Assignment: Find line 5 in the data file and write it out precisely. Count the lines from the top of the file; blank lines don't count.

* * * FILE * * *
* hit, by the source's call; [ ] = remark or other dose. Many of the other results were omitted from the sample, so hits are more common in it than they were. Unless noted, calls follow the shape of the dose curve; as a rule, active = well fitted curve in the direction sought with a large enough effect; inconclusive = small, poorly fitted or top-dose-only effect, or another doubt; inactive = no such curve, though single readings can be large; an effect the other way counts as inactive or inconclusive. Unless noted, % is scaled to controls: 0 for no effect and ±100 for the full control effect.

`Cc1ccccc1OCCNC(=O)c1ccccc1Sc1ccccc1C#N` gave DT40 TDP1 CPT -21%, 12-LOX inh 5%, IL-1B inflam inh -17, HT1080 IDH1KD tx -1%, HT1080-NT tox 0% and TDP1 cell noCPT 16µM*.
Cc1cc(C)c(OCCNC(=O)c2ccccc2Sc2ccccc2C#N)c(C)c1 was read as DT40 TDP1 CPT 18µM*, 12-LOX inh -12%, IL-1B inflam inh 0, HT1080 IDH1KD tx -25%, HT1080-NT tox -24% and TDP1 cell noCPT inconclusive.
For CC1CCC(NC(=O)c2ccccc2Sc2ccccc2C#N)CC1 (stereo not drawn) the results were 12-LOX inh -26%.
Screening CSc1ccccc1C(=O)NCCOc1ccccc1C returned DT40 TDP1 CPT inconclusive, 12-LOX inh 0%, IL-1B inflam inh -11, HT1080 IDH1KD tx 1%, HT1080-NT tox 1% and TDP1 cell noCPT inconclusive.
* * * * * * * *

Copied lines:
Screening CSc1ccccc1C(=O)NCCOc1ccccc1C returned DT40 TDP1 CPT inconclusive, 12-LOX inh 0%, IL-1B inflam inh -11, HT1080 IDH1KD tx 1%, HT1080-NT tox 1% and TDP1 cell noCPT inconclusive.